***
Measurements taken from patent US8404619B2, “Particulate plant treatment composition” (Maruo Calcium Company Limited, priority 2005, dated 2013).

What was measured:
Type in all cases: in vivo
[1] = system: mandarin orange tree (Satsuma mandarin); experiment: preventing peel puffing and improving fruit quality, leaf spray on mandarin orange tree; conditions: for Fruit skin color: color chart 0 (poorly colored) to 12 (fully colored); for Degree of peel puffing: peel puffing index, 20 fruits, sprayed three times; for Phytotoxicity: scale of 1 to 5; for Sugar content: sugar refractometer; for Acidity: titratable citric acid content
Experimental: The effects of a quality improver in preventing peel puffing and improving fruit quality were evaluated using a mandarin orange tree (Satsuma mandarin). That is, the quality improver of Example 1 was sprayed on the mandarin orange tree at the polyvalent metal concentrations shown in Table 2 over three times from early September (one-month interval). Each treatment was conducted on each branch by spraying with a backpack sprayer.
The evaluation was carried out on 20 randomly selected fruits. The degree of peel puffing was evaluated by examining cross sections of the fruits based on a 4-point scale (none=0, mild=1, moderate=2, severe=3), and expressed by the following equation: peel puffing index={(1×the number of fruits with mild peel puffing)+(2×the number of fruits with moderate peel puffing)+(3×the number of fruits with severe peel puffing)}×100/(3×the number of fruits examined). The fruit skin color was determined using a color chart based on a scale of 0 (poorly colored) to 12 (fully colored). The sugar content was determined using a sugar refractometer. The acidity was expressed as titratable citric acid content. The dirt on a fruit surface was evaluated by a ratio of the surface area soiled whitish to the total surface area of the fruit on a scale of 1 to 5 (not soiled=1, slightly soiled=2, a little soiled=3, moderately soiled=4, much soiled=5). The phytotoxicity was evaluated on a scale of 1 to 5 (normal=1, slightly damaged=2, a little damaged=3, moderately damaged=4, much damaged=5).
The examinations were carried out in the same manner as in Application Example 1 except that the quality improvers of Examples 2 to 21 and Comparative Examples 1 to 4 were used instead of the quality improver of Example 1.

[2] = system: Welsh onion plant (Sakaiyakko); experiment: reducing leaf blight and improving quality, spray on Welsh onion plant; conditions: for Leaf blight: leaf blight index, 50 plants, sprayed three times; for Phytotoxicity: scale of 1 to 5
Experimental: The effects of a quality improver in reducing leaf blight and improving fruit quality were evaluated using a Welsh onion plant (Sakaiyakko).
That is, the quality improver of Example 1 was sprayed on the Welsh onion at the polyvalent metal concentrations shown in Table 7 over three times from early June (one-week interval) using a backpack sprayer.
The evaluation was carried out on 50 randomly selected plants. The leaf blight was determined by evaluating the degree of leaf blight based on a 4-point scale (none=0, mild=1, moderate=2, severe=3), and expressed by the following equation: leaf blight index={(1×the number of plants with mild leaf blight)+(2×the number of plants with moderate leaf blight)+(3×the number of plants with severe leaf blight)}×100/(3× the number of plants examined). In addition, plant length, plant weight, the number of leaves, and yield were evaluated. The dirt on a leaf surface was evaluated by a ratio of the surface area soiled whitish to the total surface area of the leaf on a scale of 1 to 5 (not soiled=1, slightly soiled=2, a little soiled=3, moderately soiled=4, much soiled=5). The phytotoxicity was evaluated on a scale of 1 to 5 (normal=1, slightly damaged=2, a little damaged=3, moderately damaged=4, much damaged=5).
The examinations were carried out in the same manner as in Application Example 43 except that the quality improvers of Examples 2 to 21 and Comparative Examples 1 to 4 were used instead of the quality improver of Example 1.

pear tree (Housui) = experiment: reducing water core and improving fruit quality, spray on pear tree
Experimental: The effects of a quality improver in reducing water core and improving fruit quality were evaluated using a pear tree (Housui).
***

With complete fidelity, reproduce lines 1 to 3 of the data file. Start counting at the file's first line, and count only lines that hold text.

Measurements taken from patent US8404619B2, “Particulate plant treatment composition” (Maruo Calcium Company Limited, priority 2005, dated 2013).

What was measured:
Type in all cases: in vivo